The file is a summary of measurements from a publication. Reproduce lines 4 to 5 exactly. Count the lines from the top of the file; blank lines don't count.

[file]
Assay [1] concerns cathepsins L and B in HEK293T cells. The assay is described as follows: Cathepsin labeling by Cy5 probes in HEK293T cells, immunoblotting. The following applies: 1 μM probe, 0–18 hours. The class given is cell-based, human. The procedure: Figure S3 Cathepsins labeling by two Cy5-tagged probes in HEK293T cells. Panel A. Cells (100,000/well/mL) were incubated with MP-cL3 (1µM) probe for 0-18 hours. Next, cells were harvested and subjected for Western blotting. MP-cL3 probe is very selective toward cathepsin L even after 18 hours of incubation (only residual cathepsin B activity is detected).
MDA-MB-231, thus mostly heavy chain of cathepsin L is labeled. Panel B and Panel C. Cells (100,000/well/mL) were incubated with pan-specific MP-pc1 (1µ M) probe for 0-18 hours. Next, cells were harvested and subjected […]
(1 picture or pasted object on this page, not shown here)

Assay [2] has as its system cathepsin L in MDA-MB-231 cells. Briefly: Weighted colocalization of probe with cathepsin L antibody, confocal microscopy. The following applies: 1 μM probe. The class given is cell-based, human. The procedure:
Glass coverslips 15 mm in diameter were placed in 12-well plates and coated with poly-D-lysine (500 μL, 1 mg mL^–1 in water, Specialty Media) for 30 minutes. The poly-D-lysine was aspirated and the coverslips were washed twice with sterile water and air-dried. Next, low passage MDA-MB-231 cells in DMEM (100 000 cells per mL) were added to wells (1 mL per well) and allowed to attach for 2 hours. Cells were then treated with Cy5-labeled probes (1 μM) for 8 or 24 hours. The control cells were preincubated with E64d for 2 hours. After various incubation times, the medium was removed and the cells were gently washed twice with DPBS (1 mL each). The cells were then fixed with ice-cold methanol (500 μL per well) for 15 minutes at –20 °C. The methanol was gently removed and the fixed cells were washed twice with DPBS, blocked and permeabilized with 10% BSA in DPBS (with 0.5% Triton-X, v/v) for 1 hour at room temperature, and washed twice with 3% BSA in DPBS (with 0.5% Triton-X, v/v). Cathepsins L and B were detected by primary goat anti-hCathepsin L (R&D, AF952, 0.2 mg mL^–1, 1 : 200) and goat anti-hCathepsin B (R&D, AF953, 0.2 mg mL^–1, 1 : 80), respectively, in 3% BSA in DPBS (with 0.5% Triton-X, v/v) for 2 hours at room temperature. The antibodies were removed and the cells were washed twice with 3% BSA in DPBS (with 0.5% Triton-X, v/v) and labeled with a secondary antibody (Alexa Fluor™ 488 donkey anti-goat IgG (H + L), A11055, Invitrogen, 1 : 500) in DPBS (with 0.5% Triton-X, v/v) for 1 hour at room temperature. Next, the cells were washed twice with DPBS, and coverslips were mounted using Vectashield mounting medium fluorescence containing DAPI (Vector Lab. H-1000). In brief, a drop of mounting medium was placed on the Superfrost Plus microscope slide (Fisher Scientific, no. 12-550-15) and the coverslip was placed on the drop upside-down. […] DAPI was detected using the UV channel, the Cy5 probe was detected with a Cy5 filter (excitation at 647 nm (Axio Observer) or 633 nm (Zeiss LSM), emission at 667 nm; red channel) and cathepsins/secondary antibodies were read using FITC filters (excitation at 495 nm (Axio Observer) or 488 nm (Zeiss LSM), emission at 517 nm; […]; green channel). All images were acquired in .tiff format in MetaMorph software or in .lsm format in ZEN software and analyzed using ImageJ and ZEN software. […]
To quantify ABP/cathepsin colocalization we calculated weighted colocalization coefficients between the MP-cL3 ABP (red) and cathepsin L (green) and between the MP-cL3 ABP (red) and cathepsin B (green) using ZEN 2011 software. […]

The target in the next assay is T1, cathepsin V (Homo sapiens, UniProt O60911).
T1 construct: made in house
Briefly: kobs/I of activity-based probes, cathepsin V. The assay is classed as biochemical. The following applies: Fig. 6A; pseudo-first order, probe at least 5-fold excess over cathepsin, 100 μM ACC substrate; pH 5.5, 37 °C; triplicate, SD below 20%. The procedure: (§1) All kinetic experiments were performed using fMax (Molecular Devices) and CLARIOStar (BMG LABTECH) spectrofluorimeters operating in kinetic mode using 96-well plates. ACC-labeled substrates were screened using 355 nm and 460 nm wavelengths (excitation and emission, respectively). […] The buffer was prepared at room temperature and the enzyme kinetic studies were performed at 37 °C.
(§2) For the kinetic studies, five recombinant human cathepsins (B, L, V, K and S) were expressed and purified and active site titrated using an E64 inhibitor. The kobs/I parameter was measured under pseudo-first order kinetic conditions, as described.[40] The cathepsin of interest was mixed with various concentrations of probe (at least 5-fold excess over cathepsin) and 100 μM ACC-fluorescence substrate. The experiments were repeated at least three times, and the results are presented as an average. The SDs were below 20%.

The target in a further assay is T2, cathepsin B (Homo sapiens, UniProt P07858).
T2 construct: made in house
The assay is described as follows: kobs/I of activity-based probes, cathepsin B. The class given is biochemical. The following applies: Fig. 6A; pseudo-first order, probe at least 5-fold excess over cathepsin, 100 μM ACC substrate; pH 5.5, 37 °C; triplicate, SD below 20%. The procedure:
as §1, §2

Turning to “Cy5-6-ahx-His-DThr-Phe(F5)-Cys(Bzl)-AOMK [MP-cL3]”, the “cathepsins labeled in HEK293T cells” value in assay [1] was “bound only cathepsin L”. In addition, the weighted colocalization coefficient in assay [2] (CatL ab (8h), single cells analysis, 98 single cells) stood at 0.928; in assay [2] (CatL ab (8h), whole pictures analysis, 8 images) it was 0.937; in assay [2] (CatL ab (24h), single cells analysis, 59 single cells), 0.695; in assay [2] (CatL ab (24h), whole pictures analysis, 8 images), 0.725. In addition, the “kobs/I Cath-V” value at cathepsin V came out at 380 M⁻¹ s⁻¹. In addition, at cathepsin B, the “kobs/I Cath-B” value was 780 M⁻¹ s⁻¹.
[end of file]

Assay [2] has as its system cathepsin L in MDA-MB-231 cells. Briefly: Weighted colocalization of probe with cathepsin L antibody, confocal microscopy. The following applies: 1 μM probe. The class given is cell-based, human. The procedure:
Glass coverslips 15 mm in diameter were placed in 12-well plates and coated with poly-D-lysine (500 μL, 1 mg mL^–1 in water, Specialty Media) for 30 minutes. The poly-D-lysine was aspirated and the coverslips were washed twice with sterile water and air-dried. Next, low passage MDA-MB-231 cells in DMEM (100 000 cells per mL) were added to wells (1 mL per well) and allowed to attach for 2 hours. Cells were then treated with Cy5-labeled probes (1 μM) for 8 or 24 hours. The control cells were preincubated with E64d for 2 hours. After various incubation times, the medium was removed and the cells were gently washed twice with DPBS (1 mL each). The cells were then fixed with ice-cold methanol (500 μL per well) for 15 minutes at –20 °C. The methanol was gently removed and the fixed cells were washed twice with DPBS, blocked and permeabilized with 10% BSA in DPBS (with 0.5% Triton-X, v/v) for 1 hour at room temperature, and washed twice with 3% BSA in DPBS (with 0.5% Triton-X, v/v). Cathepsins L and B were detected by primary goat anti-hCathepsin L (R&D, AF952, 0.2 mg mL^–1, 1 : 200) and goat anti-hCathepsin B (R&D, AF953, 0.2 mg mL^–1, 1 : 80), respectively, in 3% BSA in DPBS (with 0.5% Triton-X, v/v) for 2 hours at room temperature. The antibodies were removed and the cells were washed twice with 3% BSA in DPBS (with 0.5% Triton-X, v/v) and labeled with a secondary antibody (Alexa Fluor™ 488 donkey anti-goat IgG (H + L), A11055, Invitrogen, 1 : 500) in DPBS (with 0.5% Triton-X, v/v) for 1 hour at room temperature. Next, the cells were washed twice with DPBS, and coverslips were mounted using Vectashield mounting medium fluorescence containing DAPI (Vector Lab. H-1000). In brief, a drop of mounting medium was placed on the Superfrost Plus microscope slide (Fisher Scientific, no. 12-550-15) and the coverslip was placed on the drop upside-down. […] DAPI was detected using the UV channel, the Cy5 probe was detected with a Cy5 filter (excitation at 647 nm (Axio Observer) or 633 nm (Zeiss LSM), emission at 667 nm; red channel) and cathepsins/secondary antibodies were read using FITC filters (excitation at 495 nm (Axio Observer) or 488 nm (Zeiss LSM), emission at 517 nm; […]; green channel). All images were acquired in .tiff format in MetaMorph software or in .lsm format in ZEN software and analyzed using ImageJ and ZEN software. […]